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Posts Tagged ‘risk’

So, you’re out taking pictures of trees, and an elderly lady comes running up to you saying someone’s in the river, they can’t get out, and can you help? You take a look and there’s a woman up to her middle in the freezing water, down a steep bank. She’d gone to help her dog get out, and slipped in. The dog gets out on its own and is now yapping and careening about like it’s demented, and not making me feel particularly welcome. She can’t scramble up, and she can’t move to where the bank is less steep either, because the river runs very deep on either side of her. She’s basically trapped. So, I lower myself as close as I can, and offer my hand, thinking I can perhaps haul her out. She takes a firm grip, but I’m not strong enough, and I can’t gain enough of a purchase on the bank, so there’s a risk she’ll have me slithering in as well. She’s already been in the water a while, is cold and getting tired.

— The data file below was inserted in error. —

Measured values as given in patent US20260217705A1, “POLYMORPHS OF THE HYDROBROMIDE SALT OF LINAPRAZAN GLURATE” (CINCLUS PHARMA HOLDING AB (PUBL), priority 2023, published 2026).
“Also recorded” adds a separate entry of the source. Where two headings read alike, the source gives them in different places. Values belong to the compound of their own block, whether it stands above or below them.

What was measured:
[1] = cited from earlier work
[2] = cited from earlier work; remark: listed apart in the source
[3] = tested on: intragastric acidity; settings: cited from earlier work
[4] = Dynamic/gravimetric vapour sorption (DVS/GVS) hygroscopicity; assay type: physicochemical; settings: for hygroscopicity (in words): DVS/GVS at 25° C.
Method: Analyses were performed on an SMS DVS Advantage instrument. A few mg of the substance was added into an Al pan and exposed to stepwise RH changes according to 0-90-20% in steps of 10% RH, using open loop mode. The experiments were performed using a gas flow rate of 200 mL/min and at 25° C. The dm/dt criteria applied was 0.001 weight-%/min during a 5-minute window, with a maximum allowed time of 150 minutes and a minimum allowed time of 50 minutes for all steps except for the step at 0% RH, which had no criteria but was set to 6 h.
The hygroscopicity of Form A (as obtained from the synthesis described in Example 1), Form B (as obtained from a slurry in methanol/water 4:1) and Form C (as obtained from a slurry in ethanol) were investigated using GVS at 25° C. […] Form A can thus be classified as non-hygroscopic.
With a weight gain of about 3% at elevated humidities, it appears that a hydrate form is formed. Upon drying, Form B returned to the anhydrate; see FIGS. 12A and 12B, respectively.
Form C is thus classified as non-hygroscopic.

What I’m thinking I should have done at this point was call the fire-brigade, and just keep her company until they arrived, but I reckoned that would have been another half an hour at least, and she’s been in the water long enough. The other side of me says there’s a farm a few minutes away. We just need some big lads, a rope and a sling, so I leg it to the farm. The farm duly spills out to the rescue, big lads, quad bike and all. They drop the woman a sling which she gets around her body, and they have her out in a jiffy. She’s embarrassed, refuses offers from the farm ladies of a lift home, says she’ll walk, that she lives not far away. Drama over, the farm goes back to work, and I go on my way.